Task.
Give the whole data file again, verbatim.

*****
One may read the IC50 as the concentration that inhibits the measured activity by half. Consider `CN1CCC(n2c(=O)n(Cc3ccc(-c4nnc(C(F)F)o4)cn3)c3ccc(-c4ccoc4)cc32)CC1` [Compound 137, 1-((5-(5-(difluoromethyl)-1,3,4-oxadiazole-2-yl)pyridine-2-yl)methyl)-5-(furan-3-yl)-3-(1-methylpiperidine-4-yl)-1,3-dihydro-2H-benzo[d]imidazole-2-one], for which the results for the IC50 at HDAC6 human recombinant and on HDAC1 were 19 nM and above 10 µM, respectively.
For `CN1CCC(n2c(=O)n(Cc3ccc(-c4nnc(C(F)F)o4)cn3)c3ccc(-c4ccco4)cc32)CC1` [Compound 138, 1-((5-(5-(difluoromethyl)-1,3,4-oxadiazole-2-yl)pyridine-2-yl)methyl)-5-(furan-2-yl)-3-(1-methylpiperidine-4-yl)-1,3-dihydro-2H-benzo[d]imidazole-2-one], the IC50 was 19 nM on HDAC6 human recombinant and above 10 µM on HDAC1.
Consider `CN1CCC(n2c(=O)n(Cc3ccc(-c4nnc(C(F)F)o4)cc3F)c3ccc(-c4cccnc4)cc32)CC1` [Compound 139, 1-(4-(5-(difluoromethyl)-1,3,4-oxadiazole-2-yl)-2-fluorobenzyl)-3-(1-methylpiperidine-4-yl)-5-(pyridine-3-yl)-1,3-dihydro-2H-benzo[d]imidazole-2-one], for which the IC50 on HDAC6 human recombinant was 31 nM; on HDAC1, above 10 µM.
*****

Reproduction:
One may read the IC50 as the concentration that inhibits the measured activity by half. Consider `CN1CCC(n2c(=O)n(Cc3ccc(-c4nnc(C(F)F)o4)cn3)c3ccc(-c4ccoc4)cc32)CC1` [Compound 137, 1-((5-(5-(difluoromethyl)-1,3,4-oxadiazole-2-yl)pyridine-2-yl)methyl)-5-(furan-3-yl)-3-(1-methylpiperidine-4-yl)-1,3-dihydro-2H-benzo[d]imidazole-2-one], for which the results for the IC50 at HDAC6 human recombinant and on HDAC1 were 19 nM and above 10 µM, respectively.
For `CN1CCC(n2c(=O)n(Cc3ccc(-c4nnc(C(F)F)o4)cn3)c3ccc(-c4ccco4)cc32)CC1` [Compound 138, 1-((5-(5-(difluoromethyl)-1,3,4-oxadiazole-2-yl)pyridine-2-yl)methyl)-5-(furan-2-yl)-3-(1-methylpiperidine-4-yl)-1,3-dihydro-2H-benzo[d]imidazole-2-one], the IC50 was 19 nM on HDAC6 human recombinant and above 10 µM on HDAC1.
Consider `CN1CCC(n2c(=O)n(Cc3ccc(-c4nnc(C(F)F)o4)cc3F)c3ccc(-c4cccnc4)cc32)CC1` [Compound 139, 1-(4-(5-(difluoromethyl)-1,3,4-oxadiazole-2-yl)-2-fluorobenzyl)-3-(1-methylpiperidine-4-yl)-5-(pyridine-3-yl)-1,3-dihydro-2H-benzo[d]imidazole-2-one], for which the IC50 on HDAC6 human recombinant was 31 nM; on HDAC1, above 10 µM.